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Old 02-25-2009, 08:29 AM
 
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I agree when I "qualified" for my mortgage their standards were WAY TOO LENIENT, and that was middle of 2008, after the stuff started hitting the fan.

Personally I think you should have to document all of your bills, and expected bills, such as cell phone contracts, car insurance, electricity, heat, water, etc. then have a cushion leftover at the end for unexpected costs. Isn't this what a mortgage broker is for? To protect the banks interests? Or is his job only to qualify the person anyway possible?

On my loan docs I had only had my student loan payment even though I was moving into a house from an apartment. Had I bought the house they qualified me for I would've been hurting with all the other bills and expected bills such as house maintenance.
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Old 08-20-2014, 11:17 AM
 
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My husband is the only person in out family of four who is working. On every single one of his pay checks his gross pay fluctuates depending on how much O.T. he got, therefore his net pay is going to fluctuate. So knowing that people can not really live off of their gross pay it makes no sense to me that they continue to go by gross pay. We can't pay our rent with gross pay, we can't buy or groceries with gross pay...so then lenders and other companies shouldn't go by gross pay seeing how we can't pay anything with that. There is a non profit organization, and they deal with low income houses on a rent to own basis. They go by gross income and were right under the limit BUT with them counting my husbands overtime it put us $2,000 over the limit. Again I will never understand how they can count overtime because he doesn't always get it...and we don't pay our bills with the gross income. So it is just one more way for companies to screw people.
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Old 08-20-2014, 01:10 PM
 
3,317 posts, read 7,253,255 times
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Quote:
Originally Posted by mysticalisme View Post
My husband is the only person in out family of four who is working. On every single one of his pay checks his gross pay fluctuates depending on how much O.T. he got, therefore his net pay is going to fluctuate. So knowing that people can not really live off of their gross pay it makes no sense to me that they continue to go by gross pay. We can't pay our rent with gross pay, we can't buy or groceries with gross pay...so then lenders and other companies shouldn't go by gross pay seeing how we can't pay anything with that. There is a non profit organization, and they deal with low income houses on a rent to own basis. They go by gross income and were right under the limit BUT with them counting my husbands overtime it put us $2,000 over the limit. Again I will never understand how they can count overtime because he doesn't always get it...and we don't pay our bills with the gross income. So it is just one more way for companies to screw people.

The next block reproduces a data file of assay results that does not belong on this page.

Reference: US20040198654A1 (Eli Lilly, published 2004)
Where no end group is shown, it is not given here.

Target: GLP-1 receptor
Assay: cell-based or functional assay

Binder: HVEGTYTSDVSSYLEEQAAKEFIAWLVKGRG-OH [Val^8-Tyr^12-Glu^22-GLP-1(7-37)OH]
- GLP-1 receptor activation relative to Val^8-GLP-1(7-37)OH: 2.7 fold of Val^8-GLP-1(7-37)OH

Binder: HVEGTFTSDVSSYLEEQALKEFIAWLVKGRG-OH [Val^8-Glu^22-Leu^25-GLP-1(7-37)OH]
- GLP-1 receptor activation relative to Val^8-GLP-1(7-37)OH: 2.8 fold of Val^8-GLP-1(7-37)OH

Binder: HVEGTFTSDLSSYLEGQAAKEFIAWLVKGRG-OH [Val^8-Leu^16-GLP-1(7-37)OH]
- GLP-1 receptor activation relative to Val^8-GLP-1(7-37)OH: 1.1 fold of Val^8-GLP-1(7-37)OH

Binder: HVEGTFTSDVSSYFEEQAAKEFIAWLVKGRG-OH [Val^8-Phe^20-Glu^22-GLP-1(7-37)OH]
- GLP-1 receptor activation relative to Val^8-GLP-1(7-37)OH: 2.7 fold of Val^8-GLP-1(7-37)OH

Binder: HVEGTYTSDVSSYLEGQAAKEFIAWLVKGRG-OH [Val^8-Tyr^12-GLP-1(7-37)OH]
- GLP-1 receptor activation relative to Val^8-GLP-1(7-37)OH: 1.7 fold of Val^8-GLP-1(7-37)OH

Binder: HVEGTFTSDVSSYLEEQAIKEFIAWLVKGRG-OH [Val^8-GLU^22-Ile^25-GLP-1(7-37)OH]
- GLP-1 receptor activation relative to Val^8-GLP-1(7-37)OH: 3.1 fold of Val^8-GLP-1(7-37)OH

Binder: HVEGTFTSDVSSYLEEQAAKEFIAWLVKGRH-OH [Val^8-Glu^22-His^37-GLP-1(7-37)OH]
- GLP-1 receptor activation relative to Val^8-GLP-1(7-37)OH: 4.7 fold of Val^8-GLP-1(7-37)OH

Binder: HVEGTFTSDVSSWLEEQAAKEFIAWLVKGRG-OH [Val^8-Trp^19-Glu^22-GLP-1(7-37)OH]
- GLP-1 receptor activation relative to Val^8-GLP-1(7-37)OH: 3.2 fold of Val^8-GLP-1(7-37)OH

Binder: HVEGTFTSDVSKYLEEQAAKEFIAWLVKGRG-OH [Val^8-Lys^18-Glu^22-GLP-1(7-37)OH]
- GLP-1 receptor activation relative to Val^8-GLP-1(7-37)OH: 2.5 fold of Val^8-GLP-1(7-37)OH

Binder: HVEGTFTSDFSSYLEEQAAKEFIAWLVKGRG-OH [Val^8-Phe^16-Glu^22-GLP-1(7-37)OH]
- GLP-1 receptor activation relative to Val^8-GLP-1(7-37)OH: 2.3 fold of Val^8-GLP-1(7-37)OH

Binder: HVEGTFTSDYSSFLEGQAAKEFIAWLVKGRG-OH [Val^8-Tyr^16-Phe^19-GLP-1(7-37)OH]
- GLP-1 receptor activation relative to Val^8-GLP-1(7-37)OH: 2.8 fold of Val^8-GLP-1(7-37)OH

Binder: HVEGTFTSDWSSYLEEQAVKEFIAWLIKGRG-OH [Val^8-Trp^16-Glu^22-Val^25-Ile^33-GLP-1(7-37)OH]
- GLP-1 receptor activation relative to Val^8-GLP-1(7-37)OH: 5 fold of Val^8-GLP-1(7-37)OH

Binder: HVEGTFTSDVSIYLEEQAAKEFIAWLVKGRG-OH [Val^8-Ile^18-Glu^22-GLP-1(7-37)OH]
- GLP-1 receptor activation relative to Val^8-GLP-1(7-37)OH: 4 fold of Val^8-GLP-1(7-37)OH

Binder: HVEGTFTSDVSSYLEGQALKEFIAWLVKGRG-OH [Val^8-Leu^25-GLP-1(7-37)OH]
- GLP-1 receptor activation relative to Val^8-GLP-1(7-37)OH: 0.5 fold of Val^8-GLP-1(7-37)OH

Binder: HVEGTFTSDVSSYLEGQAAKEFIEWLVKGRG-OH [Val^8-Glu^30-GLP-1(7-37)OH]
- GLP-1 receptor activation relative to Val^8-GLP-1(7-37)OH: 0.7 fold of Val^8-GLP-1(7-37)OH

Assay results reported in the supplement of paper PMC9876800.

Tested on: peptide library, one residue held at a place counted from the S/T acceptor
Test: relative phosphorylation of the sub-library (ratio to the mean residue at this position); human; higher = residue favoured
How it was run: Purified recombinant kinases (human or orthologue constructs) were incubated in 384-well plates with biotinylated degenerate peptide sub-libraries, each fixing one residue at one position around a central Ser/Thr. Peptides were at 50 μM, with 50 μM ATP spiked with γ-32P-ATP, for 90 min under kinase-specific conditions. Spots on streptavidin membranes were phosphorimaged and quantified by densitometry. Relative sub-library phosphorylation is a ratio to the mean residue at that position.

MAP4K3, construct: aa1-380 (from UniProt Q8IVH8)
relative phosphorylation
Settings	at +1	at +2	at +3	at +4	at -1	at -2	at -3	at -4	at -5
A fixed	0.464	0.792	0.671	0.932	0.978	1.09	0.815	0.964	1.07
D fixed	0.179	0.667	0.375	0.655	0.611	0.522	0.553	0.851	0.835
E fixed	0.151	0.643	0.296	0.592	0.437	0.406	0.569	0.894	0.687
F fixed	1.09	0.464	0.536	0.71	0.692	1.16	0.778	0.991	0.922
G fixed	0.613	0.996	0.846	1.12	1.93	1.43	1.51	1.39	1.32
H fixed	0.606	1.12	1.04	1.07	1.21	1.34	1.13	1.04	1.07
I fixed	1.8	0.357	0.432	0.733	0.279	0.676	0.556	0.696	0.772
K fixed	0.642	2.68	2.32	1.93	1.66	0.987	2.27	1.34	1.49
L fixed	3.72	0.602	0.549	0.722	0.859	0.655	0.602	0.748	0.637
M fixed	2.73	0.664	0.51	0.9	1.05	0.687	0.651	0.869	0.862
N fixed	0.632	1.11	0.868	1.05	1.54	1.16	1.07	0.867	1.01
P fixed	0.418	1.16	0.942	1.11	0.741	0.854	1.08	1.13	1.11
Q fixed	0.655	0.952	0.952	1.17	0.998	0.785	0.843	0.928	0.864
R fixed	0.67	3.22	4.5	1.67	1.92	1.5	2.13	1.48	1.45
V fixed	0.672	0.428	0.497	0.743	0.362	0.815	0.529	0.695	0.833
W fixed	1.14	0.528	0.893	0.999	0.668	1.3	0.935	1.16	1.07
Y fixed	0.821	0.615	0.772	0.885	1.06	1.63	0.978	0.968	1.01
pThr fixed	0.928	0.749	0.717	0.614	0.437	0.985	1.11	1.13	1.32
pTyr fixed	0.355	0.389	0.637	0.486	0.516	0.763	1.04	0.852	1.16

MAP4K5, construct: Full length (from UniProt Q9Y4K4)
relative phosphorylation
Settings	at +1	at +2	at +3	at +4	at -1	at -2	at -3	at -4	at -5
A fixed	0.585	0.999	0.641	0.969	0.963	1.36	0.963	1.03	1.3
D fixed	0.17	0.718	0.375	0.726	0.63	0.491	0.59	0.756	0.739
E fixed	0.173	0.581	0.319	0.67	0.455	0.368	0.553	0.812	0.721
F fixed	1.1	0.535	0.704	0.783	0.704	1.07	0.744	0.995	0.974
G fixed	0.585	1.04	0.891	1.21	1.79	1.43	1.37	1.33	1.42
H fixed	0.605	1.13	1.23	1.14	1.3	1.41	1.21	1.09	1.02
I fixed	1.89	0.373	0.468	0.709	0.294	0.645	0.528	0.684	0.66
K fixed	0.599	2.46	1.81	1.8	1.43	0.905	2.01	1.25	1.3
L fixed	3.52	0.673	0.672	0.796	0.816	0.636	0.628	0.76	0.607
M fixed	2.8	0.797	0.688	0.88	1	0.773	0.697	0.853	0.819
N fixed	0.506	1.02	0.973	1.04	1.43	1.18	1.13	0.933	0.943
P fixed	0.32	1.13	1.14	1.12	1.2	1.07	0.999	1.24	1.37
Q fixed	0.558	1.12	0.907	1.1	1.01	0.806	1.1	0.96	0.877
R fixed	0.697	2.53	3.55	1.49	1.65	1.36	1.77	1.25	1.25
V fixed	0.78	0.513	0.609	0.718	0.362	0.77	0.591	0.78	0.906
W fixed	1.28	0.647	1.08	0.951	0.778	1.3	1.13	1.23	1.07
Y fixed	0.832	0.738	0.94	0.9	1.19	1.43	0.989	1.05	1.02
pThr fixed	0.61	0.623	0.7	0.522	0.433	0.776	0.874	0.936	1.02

Here's the thing: the Housing Ratio (house payment cost divided by gross monthly income) is one qualifier. The other is the Total Debt ratio, all monthly debts divided by monthly income.

These are FNMA guidelines. These are set by Politicians, most of whom have Legal backgrounds, not Financial. (Yes, I'm broadstroking, yes there are other agencies besides FNMA)

Why use gross income? It's a constant. Everyone has different income tax situations. Many people are exempt. Some people pay a State income tax AND Federal. Some people pay Federal and State, but have no Sales Tax in their state.

Basically, 31% was the number they came up with. The consensus was, and remains, that a borrowers total house payment, in most cases, and in the absence of Compensating Factors, should not exceed 31% of their Gross Monthly Income. If this is a question mark to you, welcome to the club, but you are literally going to have thousands and thousands of them about the mortgage process.

Regarding overtime, it is simple: Must have received it for 2 years, must be documented by employer that it will continue, 24 month average = the component added to monthly income. And YES, for Low Income Housing, Grant and USDA programs, the income is calculated so as to MINIMIZE IT regarding mortgage qualification, and then done differently in an attempt to MAXIMIZE IT for the Assistance Programs. (Note I said simple, not that it makes sense or is fair)
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Old 08-20-2014, 02:07 PM
 
Location: New York
2,251 posts, read 4,161,023 times
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Good Explanation Pfhtex

When qualifying homeowners with late payments for a loan modification. It is very easy to estimate the results of a modification, because the final modified payment will be based on how much income is reported to the lender. The first check is an affordability test done in two parts using the 31% of the income formula.

First determining the new loan balance with arrears, including taxes and insurance. By restructuring the loan at 2% seeing the new minimum payment. Second reviewing the total income of the borrower(s) on the loan, factoring the gross by 31% which need to be more than the previous new minimum payment. Again the final payment (+ new interest rate) is based how much income that gets reported.

When there is to much gross income, that can result is a higher modified payment. The best option is a Net to Net Modification, using the net income and deducting reasonable household expenses.

My $00.02
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Old 08-20-2014, 06:17 PM